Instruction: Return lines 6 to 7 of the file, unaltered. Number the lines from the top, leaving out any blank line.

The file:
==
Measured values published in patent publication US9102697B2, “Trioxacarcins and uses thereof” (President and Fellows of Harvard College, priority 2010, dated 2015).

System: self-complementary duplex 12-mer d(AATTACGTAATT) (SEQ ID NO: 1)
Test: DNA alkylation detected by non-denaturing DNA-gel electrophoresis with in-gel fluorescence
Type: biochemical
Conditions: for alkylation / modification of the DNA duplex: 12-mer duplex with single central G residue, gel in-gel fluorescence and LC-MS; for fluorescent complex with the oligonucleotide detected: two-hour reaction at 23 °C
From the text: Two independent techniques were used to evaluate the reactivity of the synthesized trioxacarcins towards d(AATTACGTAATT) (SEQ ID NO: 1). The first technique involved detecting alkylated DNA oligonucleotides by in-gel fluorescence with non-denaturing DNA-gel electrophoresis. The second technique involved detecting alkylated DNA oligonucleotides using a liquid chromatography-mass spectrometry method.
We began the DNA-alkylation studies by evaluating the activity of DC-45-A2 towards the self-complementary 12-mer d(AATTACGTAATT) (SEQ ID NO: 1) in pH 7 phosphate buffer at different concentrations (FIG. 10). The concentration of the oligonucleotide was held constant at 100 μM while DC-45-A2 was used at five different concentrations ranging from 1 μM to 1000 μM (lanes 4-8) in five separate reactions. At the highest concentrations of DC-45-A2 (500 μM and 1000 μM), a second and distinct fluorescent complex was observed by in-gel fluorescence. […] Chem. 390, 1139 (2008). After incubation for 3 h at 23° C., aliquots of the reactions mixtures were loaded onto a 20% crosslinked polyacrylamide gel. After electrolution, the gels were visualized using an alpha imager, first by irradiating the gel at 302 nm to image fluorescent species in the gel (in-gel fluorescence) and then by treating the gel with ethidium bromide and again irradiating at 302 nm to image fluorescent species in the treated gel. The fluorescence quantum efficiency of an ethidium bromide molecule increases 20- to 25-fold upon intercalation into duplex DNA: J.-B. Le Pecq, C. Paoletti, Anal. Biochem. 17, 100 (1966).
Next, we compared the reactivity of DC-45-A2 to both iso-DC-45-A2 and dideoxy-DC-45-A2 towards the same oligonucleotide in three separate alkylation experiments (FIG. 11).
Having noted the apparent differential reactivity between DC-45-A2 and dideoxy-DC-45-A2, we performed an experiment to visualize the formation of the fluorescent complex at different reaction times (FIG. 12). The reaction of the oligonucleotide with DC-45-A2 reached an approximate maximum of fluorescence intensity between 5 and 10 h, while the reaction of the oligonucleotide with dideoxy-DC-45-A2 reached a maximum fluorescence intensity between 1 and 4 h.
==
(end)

From the text: Two independent techniques were used to evaluate the reactivity of the synthesized trioxacarcins towards d(AATTACGTAATT) (SEQ ID NO: 1). The first technique involved detecting alkylated DNA oligonucleotides by in-gel fluorescence with non-denaturing DNA-gel electrophoresis. The second technique involved detecting alkylated DNA oligonucleotides using a liquid chromatography-mass spectrometry method.
We began the DNA-alkylation studies by evaluating the activity of DC-45-A2 towards the self-complementary 12-mer d(AATTACGTAATT) (SEQ ID NO: 1) in pH 7 phosphate buffer at different concentrations (FIG. 10). The concentration of the oligonucleotide was held constant at 100 μM while DC-45-A2 was used at five different concentrations ranging from 1 μM to 1000 μM (lanes 4-8) in five separate reactions. At the highest concentrations of DC-45-A2 (500 μM and 1000 μM), a second and distinct fluorescent complex was observed by in-gel fluorescence. […] Chem. 390, 1139 (2008). After incubation for 3 h at 23° C., aliquots of the reactions mixtures were loaded onto a 20% crosslinked polyacrylamide gel. After electrolution, the gels were visualized using an alpha imager, first by irradiating the gel at 302 nm to image fluorescent species in the gel (in-gel fluorescence) and then by treating the gel with ethidium bromide and again irradiating at 302 nm to image fluorescent species in the treated gel. The fluorescence quantum efficiency of an ethidium bromide molecule increases 20- to 25-fold upon intercalation into duplex DNA: J.-B. Le Pecq, C. Paoletti, Anal. Biochem. 17, 100 (1966).